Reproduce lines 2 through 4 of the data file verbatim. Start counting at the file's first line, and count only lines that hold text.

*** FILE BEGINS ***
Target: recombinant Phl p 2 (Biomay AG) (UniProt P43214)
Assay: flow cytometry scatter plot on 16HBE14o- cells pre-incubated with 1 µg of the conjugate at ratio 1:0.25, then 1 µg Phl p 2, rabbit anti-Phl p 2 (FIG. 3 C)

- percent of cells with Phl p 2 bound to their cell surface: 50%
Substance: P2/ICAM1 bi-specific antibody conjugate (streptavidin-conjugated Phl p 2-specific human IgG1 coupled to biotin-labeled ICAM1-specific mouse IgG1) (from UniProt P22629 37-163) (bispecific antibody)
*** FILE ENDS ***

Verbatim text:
Assay: flow cytometry scatter plot on 16HBE14o- cells pre-incubated with 1 µg of the conjugate at ratio 1:0.25, then 1 µg Phl p 2, rabbit anti-Phl p 2 (FIG. 3 C)

- percent of cells with Phl p 2 bound to their cell surface: 50%
Substance: P2/ICAM1 bi-specific antibody conjugate (streptavidin-conjugated Phl p 2-specific human IgG1 coupled to biotin-labeled ICAM1-specific mouse IgG1) (from UniProt P22629 37-163) (bispecific antibody)